This is a fairly common question, and it depends on that you will brew and your personal preference. Here are a few points to consider, often lagers and ciders will be chilled so bottles can be put in the fridge, whereas beers are not always chilled. Bottles are simpler and have less things to go wrong, but barrels are easier to fill and clean;
There are a couple of things to bear in mind, but whatever you choose shouldn't affect the taste: If using plastic bottles they should be PET (food grade) plastic to ensure that they are suitable. Whether using plastic, glass or a barrel, they must be fully sterilised to ensure they are clean so as not to spoil the brew (with VWP or similar, and well rinsed with clean water). Traditionally it is often said that glass is best, and different people have their own preference, but one advantage of plastic is that they will not shatter if accidentally dropped. Bottles have the advantage over barrels if you intend to chill your brew in the fridge before drinking, as not many people can get a 40 pint barrel in their fridge (or they're not allowed to even though the beer is perhaps more important than the food in there!). Transporting - if you think you may like to take a few pints to that party, BBQ, etc you're off to, then bottles are easier to transport, rather than having to lug a barrel around. The beer/lager will keep for longer in a bottle, and will not need any CO2 adding later, but if you're barrel starts to 'glug' when getting low, it means it is letting air in through the tap which will limit the life of the brew inside, and dispensing it may become quite slow. The way around this is to inject CO2 into the top of the barrel with a brass injector valve and CO2 bulbs.
We often use the PET plastic 500ml screw cap bottles because they have many advantages, they are safe, look good and are opened with a bottle opener, can be re-used, and you can tell when the brew is carbonated as the bottles go hard from the pressure and cannot be squeezed any more. They can be chilled if wanted, and easily transported. It is just personal preference though. We find there is less to go wrong with bottles so they are often best, barrels can have issues. This link is to the most popular bottles used by home brewers:http://www.home-brew-online.com/equipment-c40/home-brew-online-brown-screw-top-beer-bottles-pet-plastic-500ml-basic-p1732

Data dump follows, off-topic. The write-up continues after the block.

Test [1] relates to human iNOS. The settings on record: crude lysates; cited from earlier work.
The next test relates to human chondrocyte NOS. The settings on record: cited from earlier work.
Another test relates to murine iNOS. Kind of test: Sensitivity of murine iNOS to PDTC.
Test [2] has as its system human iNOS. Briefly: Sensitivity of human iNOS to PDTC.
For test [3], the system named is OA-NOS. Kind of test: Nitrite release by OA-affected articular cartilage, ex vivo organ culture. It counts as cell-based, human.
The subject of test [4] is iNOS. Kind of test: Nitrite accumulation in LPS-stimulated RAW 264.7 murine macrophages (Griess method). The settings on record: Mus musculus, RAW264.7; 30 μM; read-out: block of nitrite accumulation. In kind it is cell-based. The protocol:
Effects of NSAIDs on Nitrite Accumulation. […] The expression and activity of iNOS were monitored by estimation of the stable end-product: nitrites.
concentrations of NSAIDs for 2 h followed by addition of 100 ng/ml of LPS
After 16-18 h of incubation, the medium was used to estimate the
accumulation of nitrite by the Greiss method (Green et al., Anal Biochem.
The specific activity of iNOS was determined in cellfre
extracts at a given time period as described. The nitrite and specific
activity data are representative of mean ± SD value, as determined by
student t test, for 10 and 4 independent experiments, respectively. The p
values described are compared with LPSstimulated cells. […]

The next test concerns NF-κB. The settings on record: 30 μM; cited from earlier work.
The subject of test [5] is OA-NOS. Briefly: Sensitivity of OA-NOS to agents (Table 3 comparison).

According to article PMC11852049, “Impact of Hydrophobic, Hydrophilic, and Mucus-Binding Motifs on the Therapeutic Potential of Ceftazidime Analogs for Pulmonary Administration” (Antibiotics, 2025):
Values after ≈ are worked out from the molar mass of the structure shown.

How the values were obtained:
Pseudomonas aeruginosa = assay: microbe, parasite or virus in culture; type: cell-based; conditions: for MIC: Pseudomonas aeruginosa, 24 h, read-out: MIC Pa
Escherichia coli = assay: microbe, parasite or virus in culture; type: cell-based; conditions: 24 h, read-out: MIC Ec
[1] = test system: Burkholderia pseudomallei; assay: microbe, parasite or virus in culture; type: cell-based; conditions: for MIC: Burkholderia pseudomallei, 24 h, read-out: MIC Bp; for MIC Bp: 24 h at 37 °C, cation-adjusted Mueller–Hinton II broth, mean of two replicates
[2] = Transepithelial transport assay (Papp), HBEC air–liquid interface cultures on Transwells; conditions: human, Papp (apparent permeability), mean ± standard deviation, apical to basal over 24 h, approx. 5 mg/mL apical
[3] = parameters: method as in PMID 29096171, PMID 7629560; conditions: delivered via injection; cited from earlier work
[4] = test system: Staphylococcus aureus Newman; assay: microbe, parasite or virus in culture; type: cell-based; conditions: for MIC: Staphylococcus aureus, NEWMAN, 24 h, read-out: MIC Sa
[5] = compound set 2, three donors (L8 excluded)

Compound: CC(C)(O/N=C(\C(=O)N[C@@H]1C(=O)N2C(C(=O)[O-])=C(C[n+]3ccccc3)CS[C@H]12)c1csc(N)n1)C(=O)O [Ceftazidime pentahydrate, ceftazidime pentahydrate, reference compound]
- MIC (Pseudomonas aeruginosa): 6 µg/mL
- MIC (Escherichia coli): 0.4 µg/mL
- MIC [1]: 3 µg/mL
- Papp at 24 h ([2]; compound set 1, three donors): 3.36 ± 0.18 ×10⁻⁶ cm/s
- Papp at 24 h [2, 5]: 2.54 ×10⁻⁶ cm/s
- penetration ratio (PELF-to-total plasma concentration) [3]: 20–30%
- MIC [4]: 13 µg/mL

If you decide on a barrel then there are 2 main types, the standard barrels which are the cheaper option, or better quality versions such as the 'King Keg'. Standard barrels are perfect for the job, the main difference is that the King Kegs are a heavier grade material and a little more sturdy, they have a 4" (100mm) neck so you can get your hand in to clean inside more easily, and you can choose between a 'top tap' or 'bottom tap' version. King Kegs come with a brass valve fitted into the lid for injecting CO2, whereas on the standard barrels it is often an upgrade or optional extra. For pouring the perfect pint from your barrel we have a great 'sparkler tap' available which really are great and are very popular
Addition; DUE TO POPULAR DEMAND WE NOW HAVE A STARTER KIT WITH BOTH - NO NEED TO CHOOSE, BOTTLE SOME AND BARREL SOME:
Barrels are very popular, possibly because people like the idea of dispensing their own brew in the comfort of their own home, and they are quick and easy to clean and fill. The downside is that they are hard to chill down, but this often doesn't affect the real ale drinkers and is not such of a problem in cooler months.
Personal preference seems to be the deciding factor!
We have quite a few English customers in France for that exact reason - they miss their real beers! It is very hard to give a definitive answer to the question of CO2 because different brews create more CO2 than others, and there are several factors such as temperature that can make a difference to the pressure within the barrel. The CO2 becomes more of an issue as the barrel gets used up, as the void left by the beer needs to be replaced with CO2, but there is less beer in there left to create it. You may be OK, but if in doubt it is best to have the correct lid with the CO2 brass injector valve fitted before you fill your barrel with the brew and seal it, as if you want to use the valve later, it would mean opening the barrel and letting air in to fit the new lid.
One thing to bear in mind if buying your CO2 from the UK, Royal Mail will often stop parcels going abroad which contain pressurised cylinders, whereas the couriers are not as bothered and it should be OK, especially if using over-land transport, air freight will not allow them;
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